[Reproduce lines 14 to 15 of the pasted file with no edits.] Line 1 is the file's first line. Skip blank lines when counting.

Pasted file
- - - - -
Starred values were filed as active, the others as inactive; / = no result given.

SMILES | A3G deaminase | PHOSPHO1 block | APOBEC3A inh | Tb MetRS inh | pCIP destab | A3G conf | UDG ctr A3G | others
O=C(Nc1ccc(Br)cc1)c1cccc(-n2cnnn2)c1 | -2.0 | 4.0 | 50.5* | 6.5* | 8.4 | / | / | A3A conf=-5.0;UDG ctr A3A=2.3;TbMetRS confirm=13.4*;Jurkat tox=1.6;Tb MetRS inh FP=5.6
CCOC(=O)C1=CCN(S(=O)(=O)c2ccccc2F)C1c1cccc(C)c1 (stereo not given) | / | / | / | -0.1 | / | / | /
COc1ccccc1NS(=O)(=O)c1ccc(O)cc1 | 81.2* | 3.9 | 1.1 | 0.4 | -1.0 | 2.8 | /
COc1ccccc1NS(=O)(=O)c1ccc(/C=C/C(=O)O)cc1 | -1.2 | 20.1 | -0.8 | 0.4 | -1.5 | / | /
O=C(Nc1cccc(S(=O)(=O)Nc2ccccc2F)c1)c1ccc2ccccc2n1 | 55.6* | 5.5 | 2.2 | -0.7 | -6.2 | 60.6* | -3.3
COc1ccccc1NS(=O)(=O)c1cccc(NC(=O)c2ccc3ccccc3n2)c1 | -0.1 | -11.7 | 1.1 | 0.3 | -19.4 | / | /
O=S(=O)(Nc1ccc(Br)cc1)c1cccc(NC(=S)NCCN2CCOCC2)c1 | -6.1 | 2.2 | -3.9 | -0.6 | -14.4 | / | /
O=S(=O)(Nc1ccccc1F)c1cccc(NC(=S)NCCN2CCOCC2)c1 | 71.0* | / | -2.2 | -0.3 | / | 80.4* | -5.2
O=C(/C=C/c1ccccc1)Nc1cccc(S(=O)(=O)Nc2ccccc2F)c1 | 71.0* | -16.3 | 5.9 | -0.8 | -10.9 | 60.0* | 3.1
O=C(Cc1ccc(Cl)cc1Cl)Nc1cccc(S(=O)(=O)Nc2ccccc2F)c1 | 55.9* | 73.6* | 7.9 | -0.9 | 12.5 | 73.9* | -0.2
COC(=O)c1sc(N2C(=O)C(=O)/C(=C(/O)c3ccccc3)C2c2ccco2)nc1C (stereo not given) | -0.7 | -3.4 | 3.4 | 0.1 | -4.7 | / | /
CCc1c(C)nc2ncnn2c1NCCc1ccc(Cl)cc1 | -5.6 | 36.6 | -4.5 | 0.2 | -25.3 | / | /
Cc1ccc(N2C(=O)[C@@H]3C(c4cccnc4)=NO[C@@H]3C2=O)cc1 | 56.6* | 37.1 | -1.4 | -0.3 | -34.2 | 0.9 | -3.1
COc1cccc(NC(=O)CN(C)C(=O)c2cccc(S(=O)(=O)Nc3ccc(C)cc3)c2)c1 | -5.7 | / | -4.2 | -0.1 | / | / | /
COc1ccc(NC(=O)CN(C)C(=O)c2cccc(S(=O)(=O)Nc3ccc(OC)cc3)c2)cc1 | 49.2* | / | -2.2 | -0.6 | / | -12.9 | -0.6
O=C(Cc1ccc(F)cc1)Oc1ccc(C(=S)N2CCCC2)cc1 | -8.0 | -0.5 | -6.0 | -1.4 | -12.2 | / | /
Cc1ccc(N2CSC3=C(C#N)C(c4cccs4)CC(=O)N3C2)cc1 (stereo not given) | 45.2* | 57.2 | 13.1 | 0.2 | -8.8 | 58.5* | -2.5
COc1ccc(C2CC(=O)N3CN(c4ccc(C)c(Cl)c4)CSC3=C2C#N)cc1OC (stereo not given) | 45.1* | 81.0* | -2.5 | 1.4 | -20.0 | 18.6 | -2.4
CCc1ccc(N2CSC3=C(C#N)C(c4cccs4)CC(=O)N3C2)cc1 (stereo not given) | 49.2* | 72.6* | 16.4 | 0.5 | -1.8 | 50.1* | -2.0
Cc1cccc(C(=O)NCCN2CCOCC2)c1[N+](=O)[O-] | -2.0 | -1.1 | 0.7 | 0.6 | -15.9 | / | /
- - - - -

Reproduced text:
CCc1c(C)nc2ncnn2c1NCCc1ccc(Cl)cc1 | -5.6 | 36.6 | -4.5 | 0.2 | -25.3 | / | /
Cc1ccc(N2C(=O)[C@@H]3C(c4cccnc4)=NO[C@@H]3C2=O)cc1 | 56.6* | 37.1 | -1.4 | -0.3 | -34.2 | 0.9 | -3.1